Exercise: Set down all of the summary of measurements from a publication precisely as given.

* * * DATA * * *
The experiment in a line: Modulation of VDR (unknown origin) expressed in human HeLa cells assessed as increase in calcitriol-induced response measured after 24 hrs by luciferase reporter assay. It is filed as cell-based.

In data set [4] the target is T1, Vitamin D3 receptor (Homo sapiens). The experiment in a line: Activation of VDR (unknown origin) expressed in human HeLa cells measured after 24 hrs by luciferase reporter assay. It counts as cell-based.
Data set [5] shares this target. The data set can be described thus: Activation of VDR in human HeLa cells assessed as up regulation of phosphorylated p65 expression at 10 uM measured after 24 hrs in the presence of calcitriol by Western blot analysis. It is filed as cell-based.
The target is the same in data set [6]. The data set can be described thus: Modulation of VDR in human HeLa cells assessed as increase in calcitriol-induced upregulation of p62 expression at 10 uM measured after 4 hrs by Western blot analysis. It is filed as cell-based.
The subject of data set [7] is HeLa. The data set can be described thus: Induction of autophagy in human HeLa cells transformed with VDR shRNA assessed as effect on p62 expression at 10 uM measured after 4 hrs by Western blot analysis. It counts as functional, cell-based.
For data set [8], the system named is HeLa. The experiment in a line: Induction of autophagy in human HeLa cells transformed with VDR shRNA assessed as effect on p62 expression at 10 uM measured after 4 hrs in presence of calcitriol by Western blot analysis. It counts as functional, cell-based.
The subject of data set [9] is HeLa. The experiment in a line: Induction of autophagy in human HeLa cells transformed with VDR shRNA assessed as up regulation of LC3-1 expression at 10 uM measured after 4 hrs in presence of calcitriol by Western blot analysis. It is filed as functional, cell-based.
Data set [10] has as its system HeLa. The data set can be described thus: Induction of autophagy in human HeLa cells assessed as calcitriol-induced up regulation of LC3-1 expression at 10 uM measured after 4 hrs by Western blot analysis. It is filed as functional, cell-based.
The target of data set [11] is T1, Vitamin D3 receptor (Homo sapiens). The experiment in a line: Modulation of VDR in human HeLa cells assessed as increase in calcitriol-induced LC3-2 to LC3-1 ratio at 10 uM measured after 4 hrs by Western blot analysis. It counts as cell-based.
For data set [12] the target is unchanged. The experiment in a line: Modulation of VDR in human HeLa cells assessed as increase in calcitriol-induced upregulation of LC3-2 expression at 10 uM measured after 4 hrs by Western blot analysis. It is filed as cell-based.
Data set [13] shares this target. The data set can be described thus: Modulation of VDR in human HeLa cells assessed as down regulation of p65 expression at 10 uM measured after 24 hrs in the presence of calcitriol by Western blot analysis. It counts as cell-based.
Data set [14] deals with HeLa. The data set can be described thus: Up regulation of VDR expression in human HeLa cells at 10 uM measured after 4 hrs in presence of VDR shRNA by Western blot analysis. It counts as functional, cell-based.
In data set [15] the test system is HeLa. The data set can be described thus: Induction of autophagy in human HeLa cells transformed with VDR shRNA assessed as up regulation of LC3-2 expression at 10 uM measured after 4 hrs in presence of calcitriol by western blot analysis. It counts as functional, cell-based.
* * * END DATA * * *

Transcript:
The experiment in a line: Modulation of VDR (unknown origin) expressed in human HeLa cells assessed as increase in calcitriol-induced response measured after 24 hrs by luciferase reporter assay. It is filed as cell-based.

In data set [4] the target is T1, Vitamin D3 receptor (Homo sapiens). The experiment in a line: Activation of VDR (unknown origin) expressed in human HeLa cells measured after 24 hrs by luciferase reporter assay. It counts as cell-based.
Data set [5] shares this target. The data set can be described thus: Activation of VDR in human HeLa cells assessed as up regulation of phosphorylated p65 expression at 10 uM measured after 24 hrs in the presence of calcitriol by Western blot analysis. It is filed as cell-based.
The target is the same in data set [6]. The data set can be described thus: Modulation of VDR in human HeLa cells assessed as increase in calcitriol-induced upregulation of p62 expression at 10 uM measured after 4 hrs by Western blot analysis. It is filed as cell-based.
The subject of data set [7] is HeLa. The data set can be described thus: Induction of autophagy in human HeLa cells transformed with VDR shRNA assessed as effect on p62 expression at 10 uM measured after 4 hrs by Western blot analysis. It counts as functional, cell-based.
For data set [8], the system named is HeLa. The experiment in a line: Induction of autophagy in human HeLa cells transformed with VDR shRNA assessed as effect on p62 expression at 10 uM measured after 4 hrs in presence of calcitriol by Western blot analysis. It counts as functional, cell-based.
The subject of data set [9] is HeLa. The experiment in a line: Induction of autophagy in human HeLa cells transformed with VDR shRNA assessed as up regulation of LC3-1 expression at 10 uM measured after 4 hrs in presence of calcitriol by Western blot analysis. It is filed as functional, cell-based.
Data set [10] has as its system HeLa. The data set can be described thus: Induction of autophagy in human HeLa cells assessed as calcitriol-induced up regulation of LC3-1 expression at 10 uM measured after 4 hrs by Western blot analysis. It is filed as functional, cell-based.
The target of data set [11] is T1, Vitamin D3 receptor (Homo sapiens). The experiment in a line: Modulation of VDR in human HeLa cells assessed as increase in calcitriol-induced LC3-2 to LC3-1 ratio at 10 uM measured after 4 hrs by Western blot analysis. It counts as cell-based.
For data set [12] the target is unchanged. The experiment in a line: Modulation of VDR in human HeLa cells assessed as increase in calcitriol-induced upregulation of LC3-2 expression at 10 uM measured after 4 hrs by Western blot analysis. It is filed as cell-based.
Data set [13] shares this target. The data set can be described thus: Modulation of VDR in human HeLa cells assessed as down regulation of p65 expression at 10 uM measured after 24 hrs in the presence of calcitriol by Western blot analysis. It counts as cell-based.
Data set [14] deals with HeLa. The data set can be described thus: Up regulation of VDR expression in human HeLa cells at 10 uM measured after 4 hrs in presence of VDR shRNA by Western blot analysis. It counts as functional, cell-based.
In data set [15] the test system is HeLa. The data set can be described thus: Induction of autophagy in human HeLa cells transformed with VDR shRNA assessed as up regulation of LC3-2 expression at 10 uM measured after 4 hrs in presence of calcitriol by western blot analysis. It counts as functional, cell-based.